By: Rogia al-Shafee
KHARTOUM (Sudanow) - A heavy storm last week brought down an aging gigantic labakh tree on the Nile Avenue, facing the State House (The Republican Palace). The labakh is a species of the ficus religiosa family of shade trees.
The incident had coincided with the discussions then underway to form the new government. This occurrence has reminded social media interlocutors of a number of myths and information associated with the falling of trees.
Dream interpreters associate the falling of trees with something ominous that could happen.
In the Sudanese culture there is an assertion that: “When an old sycamore tree falls, the Barclays people’s magic is undone”, a reference to the end of British rule. And in the Darfur culture they say: “When a labakh tree hits the ground, Sudan should expect something good to happen.”
All in all, the fall of the labakh tree seems to have brought good news with it for the people of Sudan: The formation of the government of national unity which is hoped to unify the divided nation.
This has also coincided with the positive signals the rebel groups in the South and West of the country have been sending.
The labakh is a rare long- living tree; though reports say it is now an endangered species.
The labakh tree flourishes along river banks and on the edges of valleys. It can grow up 40 meters tall and 6 meters wide.
The history book says the labakh tree was brought by the Turks when they invaded Sudan at the turn of the 19th Century.
In 1898 and at the outset of the British rule, Lord Kitchener (who led the invading British army) planted lots of labakh trees in and around the State House, most of which still exist. Reports said Kitchener was helped in this by agronomists from Italy and France. This labakh garden had reached its boom during the tenure of the British Governor General of Sudan, Lord Francis Reginald Wingate Pasha (1900-1916).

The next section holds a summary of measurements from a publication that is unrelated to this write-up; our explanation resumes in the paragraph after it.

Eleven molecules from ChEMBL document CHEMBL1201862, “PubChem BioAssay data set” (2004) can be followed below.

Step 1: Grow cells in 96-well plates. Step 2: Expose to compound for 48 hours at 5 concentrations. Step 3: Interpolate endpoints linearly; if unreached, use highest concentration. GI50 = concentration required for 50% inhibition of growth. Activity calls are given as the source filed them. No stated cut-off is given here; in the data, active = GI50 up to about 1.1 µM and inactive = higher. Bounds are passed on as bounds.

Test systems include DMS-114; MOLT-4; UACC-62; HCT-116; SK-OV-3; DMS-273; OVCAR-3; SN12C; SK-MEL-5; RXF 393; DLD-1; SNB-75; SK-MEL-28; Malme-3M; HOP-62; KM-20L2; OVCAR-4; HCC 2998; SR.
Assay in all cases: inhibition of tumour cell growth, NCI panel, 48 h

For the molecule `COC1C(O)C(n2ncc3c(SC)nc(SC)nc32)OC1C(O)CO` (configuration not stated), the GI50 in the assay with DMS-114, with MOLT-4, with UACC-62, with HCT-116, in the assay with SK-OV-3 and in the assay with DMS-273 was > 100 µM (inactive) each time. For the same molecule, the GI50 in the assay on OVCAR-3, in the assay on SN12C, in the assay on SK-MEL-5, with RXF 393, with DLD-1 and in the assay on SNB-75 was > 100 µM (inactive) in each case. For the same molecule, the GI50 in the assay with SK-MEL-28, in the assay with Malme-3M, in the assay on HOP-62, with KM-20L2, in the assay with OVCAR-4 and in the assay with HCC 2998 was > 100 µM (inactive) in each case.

Many foreign books about Sudan had paused at the beauty of this huge shady tree. In his two famous books “The Blue Nile” and “The White Nile” Alan McCrae Moorehead had described the picturesque view of the River Nile in the captivating embrace of rows of huge labakh trees on its banks.
Labakh trees had remained an outstanding landmark along the Nile embankment, with their heavy shades that moderate the grilling hot summer temperature in Khartoum.
These trees have also been witness to many of the historical events of Sudan, given their proximity to the State House, where decisions are made. And they still continue to witness the important political developments of the country.
These ancient trees continue to receive due government attention, because of their aesthetic value and because of their nearness to many of the important government institutions. On national festivities their trunks are dyed with colorful paints.
The labakh tree, with its wide shade, is a conference hall in its own right in many parts of Sudan. It houses tribal meetings and tribal courts. It is frequented for recreation and pastimes. In many of Sudan’s towns and villages the labakh trees shades are marketplaces where traders display their goods for buyers.
labakh trees have been grown in many of Sudan’s towns to give shade and to enhance the town’s landscape. Beside Khartoum, other touching rows of labakh trees can be seen on the Blue Nile embankment in the City of Wad Medani (about 200 km South of Khartoum).
According to medicinal herbs expert Dr. Ehsan Mohamed al-Hadi the labakh tree helps fix nitrogen in the soil. The bark is locally used to stop gastric problems particularly piles and inflammatory disorders. The bark is also used in allergic conditions such as asthma and hay fever. The seeds oil is used to cure leprosy and vitiligo.
Because of its high content of tannin, the labakh bark is used in the tanning of hides.
The labakh is a hospitable tree: It allows another tree to grow beside it at a close distance, no problem. That is due to its hamstring root system.
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